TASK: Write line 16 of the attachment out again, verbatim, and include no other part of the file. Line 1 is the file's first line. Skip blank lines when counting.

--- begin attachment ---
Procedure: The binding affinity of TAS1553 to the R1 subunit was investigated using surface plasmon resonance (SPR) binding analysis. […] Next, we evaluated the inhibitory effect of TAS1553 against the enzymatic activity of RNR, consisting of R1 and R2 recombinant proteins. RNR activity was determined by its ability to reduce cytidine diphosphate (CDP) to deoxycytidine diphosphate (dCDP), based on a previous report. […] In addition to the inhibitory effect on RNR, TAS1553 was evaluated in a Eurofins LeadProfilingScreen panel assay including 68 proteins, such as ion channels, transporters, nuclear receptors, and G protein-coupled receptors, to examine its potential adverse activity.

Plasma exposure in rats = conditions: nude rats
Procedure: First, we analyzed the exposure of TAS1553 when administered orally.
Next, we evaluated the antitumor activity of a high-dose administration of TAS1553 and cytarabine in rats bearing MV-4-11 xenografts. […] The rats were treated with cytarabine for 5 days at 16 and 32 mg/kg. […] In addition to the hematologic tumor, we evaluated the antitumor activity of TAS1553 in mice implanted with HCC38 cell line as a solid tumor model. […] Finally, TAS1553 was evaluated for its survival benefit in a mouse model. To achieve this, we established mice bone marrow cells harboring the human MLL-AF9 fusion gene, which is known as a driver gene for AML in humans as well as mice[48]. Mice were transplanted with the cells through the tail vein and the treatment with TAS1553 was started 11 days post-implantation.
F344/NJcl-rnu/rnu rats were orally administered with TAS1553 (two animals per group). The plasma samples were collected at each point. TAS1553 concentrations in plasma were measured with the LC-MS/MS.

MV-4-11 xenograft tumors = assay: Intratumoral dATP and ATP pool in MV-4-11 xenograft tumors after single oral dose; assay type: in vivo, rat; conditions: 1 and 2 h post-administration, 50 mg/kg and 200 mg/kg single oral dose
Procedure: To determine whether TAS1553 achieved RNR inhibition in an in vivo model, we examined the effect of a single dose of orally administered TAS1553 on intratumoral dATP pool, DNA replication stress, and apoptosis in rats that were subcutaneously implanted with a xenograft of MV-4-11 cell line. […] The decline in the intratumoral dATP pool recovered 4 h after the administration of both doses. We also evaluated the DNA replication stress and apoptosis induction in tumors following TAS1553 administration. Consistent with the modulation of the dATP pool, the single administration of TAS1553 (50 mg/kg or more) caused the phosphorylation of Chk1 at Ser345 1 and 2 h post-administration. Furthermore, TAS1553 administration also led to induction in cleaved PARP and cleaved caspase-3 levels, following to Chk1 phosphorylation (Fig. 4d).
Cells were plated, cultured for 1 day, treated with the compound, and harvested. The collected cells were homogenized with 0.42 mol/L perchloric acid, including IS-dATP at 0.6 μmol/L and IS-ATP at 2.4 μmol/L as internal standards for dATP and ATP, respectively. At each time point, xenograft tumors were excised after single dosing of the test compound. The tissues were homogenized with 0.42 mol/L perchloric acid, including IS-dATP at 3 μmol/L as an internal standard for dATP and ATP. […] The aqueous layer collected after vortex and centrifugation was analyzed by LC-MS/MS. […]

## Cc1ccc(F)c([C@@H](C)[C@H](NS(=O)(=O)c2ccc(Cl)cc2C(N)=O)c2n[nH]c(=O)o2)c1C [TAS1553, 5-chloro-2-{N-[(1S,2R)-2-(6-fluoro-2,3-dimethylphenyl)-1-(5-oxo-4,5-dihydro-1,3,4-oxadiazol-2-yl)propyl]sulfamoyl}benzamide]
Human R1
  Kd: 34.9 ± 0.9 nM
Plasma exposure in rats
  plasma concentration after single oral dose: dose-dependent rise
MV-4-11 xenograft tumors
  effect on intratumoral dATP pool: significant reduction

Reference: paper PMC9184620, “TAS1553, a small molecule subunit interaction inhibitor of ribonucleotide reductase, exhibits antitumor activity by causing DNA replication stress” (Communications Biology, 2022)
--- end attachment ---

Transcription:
Reference: paper PMC9184620, “TAS1553, a small molecule subunit interaction inhibitor of ribonucleotide reductase, exhibits antitumor activity by causing DNA replication stress” (Communications Biology, 2022)